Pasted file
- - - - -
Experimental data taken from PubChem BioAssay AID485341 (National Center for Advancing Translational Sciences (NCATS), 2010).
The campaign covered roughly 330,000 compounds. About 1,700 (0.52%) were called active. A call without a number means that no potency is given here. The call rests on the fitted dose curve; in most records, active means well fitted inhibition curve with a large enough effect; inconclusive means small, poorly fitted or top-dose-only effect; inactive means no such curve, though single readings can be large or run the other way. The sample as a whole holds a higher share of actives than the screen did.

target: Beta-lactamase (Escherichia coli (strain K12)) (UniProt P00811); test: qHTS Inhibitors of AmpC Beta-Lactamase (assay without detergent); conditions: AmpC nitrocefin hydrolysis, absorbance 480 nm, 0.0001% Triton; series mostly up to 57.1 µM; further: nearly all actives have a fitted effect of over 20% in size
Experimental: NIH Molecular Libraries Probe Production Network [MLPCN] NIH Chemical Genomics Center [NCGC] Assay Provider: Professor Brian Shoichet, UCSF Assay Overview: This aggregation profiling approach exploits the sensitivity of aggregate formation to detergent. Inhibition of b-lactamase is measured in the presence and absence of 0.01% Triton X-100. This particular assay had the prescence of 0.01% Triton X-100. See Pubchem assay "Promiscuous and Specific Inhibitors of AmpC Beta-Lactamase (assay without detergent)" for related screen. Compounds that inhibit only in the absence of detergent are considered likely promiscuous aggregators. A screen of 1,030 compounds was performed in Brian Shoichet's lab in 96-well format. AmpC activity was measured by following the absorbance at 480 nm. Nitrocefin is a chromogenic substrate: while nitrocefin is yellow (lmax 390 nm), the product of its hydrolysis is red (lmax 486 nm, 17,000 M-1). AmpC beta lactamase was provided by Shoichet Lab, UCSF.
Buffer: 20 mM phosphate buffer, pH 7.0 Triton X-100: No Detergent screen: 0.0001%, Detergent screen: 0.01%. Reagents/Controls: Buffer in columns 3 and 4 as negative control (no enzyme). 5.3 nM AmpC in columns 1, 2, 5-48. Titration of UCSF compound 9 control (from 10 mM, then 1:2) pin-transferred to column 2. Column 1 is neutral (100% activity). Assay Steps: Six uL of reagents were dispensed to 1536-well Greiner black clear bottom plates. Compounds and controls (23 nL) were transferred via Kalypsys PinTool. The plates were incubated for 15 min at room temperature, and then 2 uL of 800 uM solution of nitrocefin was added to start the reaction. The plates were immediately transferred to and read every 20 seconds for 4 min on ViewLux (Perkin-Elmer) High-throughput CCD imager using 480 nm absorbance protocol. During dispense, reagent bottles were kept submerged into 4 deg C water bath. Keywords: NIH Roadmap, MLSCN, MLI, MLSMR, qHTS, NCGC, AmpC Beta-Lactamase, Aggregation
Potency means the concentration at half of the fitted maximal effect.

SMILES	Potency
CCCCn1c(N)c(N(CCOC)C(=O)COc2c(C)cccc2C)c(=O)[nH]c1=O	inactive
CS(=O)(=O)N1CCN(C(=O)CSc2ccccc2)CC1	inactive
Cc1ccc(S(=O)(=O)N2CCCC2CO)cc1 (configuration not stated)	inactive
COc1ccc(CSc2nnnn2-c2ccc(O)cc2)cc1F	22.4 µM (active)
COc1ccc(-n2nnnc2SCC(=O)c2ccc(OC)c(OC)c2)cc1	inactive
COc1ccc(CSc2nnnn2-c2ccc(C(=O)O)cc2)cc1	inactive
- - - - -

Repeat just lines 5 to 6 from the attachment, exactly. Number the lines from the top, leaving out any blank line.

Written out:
Buffer: 20 mM phosphate buffer, pH 7.0 Triton X-100: No Detergent screen: 0.0001%, Detergent screen: 0.01%. Reagents/Controls: Buffer in columns 3 and 4 as negative control (no enzyme). 5.3 nM AmpC in columns 1, 2, 5-48. Titration of UCSF compound 9 control (from 10 mM, then 1:2) pin-transferred to column 2. Column 1 is neutral (100% activity). Assay Steps: Six uL of reagents were dispensed to 1536-well Greiner black clear bottom plates. Compounds and controls (23 nL) were transferred via Kalypsys PinTool. The plates were incubated for 15 min at room temperature, and then 2 uL of 800 uM solution of nitrocefin was added to start the reaction. The plates were immediately transferred to and read every 20 seconds for 4 min on ViewLux (Perkin-Elmer) High-throughput CCD imager using 480 nm absorbance protocol. During dispense, reagent bottles were kept submerged into 4 deg C water bath. Keywords: NIH Roadmap, MLSCN, MLI, MLSMR, qHTS, NCGC, AmpC Beta-Lactamase, Aggregation
Potency means the concentration at half of the fitted maximal effect.